DEVELOPMENT OF A UNIFIED LAND MODEL WITH MULTI-CRITERIA OBSERVATIONAL DATA FOR THE SIMULATION OF REGIONAL HYDROLOGY AND LAND-ATMOSPHERE INTERACTION

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DEVELOPMENT OF A UNIFIED LAND MODEL WITH MULTI-CRITERIA OBSERVATIONAL DATA FOR THE SIMULATION OF REGIONAL HYDROLOGY AND LAND-ATMOSPHERE INTERACTION

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Title: DEVELOPMENT OF A UNIFIED LAND MODEL WITH MULTI-CRITERIA OBSERVATIONAL DATA FOR THE SIMULATION OF REGIONAL HYDROLOGY AND LAND-ATMOSPHERE INTERACTION
Author: Livneh, Ben
Abstract: A unified land model (ULM) is described that combines the surface flux parameterizations in the Noah land surface model (used in most of NOAA's coupled weather and climate models) with the Sacramento soil moisture accounting model (Sac; used for hydrologic prediction within the National Weather Service). The major motivation was to develop a model that has a history of strong hydrologic performance, while having the ability to be used as the land surface parameterization in coupled land-atmosphere models. Initial comparisons were made with observed surface fluxes and soil moisture wherein ULM performed well compared with its parent models (Noah, Sac) with a notably improved representation of the soil drying cycle. Parameter tuning was ultimately needed to capture streamflow dynamics, leading to a parameter estimation framework that utilized multiple independent data sets over the continental United States. These included a satellite-based evapotranspiration (ET) product based on MODerate resolution Imaging Spectroradiometer (MODIS) and Geostationary Operation Environmental Satellites (GOES) imagery, an atmospheric-water balance based ET estimate that uses North American Regional Reanalysis (NARR) atmospheric fields, terrestrial water storage content (TWSC) data from the Gravity Recovery and Climate Experiment (GRACE), and streamflow (Q) primarily from United States Geological Survey (USGS) stream gauges. At large scales (≥ 105 km2) calibrations using Q as an objective function resulted in the best overall multi-criteria performance. At small scales (< 104 km2), about one-third of the basins had their highest Q performance from multi-criteria calibrations (to Q and ET) suggesting that traditional calibration may benefit by supplementing remote sensing data. Finally, a scheme to transfer calibrated parameters was employed using Principal Components Analysis (PCA) to derive predictive relationships between model parameters and commonly used catchment attributes (meteorological, geomorphic, land-cover characteristics), several satellite remote sensing products, as well as the Geospatial Attributes of Gages for Evaluating Streamflow (GAGES-II) database. Regional model performance was most improved when locally optimized parameters were first resampled based on their performance at neighboring basins, termed zonalization. For a large number of basins, the regionalized model performed comparably to the calibrated version, affirming this PCA methodology as a viable means for transferring geospatial parameter information.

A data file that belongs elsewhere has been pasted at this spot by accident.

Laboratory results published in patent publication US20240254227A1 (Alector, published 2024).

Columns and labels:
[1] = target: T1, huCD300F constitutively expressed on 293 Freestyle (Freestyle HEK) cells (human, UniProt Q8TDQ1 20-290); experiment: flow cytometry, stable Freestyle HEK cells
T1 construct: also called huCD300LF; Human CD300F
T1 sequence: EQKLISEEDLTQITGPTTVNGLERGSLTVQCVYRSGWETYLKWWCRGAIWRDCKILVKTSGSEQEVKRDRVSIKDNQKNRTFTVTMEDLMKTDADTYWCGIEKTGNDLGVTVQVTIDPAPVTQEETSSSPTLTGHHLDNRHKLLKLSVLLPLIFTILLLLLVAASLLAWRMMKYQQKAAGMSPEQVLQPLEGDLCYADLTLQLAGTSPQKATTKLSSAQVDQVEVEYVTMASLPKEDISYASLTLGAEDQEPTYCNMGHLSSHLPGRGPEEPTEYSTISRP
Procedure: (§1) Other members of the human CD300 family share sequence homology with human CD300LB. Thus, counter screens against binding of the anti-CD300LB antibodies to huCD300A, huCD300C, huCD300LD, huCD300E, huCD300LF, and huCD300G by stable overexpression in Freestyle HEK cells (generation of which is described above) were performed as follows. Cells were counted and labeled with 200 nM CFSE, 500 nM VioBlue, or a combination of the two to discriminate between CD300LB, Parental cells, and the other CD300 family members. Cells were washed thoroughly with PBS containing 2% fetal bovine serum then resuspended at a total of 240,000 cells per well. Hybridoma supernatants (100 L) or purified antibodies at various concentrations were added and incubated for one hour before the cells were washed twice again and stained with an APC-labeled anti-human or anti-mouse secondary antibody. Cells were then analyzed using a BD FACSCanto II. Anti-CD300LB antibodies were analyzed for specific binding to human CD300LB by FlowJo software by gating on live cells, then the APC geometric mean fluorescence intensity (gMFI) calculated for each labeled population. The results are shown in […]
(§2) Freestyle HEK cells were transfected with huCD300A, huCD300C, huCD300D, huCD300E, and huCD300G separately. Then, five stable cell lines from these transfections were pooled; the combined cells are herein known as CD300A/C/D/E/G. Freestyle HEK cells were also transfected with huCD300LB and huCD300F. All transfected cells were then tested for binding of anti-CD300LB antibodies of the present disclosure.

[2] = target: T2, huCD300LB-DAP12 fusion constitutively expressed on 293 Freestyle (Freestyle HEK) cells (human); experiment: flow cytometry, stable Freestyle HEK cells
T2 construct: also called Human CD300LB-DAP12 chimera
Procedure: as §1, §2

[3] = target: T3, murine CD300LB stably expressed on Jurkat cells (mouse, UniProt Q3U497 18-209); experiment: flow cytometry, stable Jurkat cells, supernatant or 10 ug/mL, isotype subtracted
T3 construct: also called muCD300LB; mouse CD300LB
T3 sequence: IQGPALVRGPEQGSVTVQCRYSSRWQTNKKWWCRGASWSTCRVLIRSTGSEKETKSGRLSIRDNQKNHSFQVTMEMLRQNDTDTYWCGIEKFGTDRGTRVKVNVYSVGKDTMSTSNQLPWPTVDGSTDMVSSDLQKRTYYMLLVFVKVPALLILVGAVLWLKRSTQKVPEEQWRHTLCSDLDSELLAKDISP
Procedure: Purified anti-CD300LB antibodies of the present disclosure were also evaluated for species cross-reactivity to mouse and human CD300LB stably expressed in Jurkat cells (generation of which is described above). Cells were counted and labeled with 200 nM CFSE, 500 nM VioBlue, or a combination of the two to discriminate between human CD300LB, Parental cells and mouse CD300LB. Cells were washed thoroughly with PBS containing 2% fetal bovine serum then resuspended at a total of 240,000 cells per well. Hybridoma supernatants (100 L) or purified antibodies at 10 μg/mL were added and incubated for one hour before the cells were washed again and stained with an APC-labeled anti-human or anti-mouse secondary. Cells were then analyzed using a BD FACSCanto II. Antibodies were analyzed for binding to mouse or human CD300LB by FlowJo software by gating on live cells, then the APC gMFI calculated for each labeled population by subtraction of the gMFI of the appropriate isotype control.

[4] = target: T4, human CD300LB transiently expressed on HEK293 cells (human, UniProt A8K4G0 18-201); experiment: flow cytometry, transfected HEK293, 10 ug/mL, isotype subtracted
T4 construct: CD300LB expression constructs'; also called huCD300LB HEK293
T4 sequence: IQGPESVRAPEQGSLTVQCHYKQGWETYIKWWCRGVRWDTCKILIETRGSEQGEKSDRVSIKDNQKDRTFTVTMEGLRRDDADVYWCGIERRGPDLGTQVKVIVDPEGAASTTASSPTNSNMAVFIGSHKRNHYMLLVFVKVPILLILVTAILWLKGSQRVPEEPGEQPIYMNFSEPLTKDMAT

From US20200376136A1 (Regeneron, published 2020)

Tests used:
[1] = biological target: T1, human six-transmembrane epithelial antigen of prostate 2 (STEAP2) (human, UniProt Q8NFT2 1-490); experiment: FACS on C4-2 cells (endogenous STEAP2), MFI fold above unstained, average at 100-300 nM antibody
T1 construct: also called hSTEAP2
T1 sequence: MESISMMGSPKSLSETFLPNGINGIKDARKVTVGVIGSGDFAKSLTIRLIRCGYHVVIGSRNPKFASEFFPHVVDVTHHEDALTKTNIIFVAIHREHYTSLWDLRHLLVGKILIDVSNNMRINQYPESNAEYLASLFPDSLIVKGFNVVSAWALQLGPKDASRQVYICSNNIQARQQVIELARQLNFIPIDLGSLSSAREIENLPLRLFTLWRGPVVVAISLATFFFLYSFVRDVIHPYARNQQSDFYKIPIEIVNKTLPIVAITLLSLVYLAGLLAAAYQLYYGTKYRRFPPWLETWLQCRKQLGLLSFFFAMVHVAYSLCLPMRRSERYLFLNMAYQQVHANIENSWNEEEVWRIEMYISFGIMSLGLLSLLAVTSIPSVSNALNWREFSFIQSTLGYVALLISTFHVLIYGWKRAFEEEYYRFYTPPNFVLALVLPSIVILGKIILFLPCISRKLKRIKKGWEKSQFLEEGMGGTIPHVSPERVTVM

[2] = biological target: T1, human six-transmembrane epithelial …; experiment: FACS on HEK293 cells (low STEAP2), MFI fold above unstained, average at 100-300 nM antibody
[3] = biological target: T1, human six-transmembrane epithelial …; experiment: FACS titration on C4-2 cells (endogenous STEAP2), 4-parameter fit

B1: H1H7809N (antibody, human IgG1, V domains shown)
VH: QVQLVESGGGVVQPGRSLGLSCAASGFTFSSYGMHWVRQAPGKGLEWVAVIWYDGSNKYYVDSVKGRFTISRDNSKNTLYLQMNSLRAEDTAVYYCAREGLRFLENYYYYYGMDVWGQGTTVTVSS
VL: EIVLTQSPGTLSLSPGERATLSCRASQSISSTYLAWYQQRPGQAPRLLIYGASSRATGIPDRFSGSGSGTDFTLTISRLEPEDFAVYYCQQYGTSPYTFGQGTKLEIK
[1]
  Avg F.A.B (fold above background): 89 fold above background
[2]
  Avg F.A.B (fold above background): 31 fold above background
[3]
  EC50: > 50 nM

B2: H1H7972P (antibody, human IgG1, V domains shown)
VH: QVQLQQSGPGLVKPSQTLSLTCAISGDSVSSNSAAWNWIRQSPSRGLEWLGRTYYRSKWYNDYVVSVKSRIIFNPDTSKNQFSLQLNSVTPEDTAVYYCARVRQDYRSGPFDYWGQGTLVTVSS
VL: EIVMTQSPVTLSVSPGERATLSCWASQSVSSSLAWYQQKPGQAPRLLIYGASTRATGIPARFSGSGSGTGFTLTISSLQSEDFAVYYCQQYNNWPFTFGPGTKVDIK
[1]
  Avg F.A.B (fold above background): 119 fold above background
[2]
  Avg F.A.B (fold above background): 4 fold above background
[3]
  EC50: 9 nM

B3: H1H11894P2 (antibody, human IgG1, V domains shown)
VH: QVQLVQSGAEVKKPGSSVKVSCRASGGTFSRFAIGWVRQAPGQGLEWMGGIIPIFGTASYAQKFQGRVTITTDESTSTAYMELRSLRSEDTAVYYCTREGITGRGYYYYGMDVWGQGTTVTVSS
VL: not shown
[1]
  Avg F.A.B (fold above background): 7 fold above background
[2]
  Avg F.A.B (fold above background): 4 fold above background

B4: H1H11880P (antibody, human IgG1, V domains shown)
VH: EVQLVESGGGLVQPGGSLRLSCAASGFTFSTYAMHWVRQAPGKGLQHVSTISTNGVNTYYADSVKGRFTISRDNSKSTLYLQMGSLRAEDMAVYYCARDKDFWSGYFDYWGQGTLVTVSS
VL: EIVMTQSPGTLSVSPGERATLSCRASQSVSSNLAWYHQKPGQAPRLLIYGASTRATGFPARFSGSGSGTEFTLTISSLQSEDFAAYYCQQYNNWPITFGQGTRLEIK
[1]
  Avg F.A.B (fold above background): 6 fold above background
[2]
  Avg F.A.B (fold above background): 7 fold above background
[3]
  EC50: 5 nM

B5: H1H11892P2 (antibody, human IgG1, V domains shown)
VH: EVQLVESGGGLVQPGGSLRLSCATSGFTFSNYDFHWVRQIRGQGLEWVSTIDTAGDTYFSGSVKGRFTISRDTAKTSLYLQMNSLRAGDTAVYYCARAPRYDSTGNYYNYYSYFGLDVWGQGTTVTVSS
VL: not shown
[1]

Description: Thesis (Ph.D.)--University of Washington, 2012
URI: http://hdl.handle.net/1773/20731
Author requested restriction: No embargo

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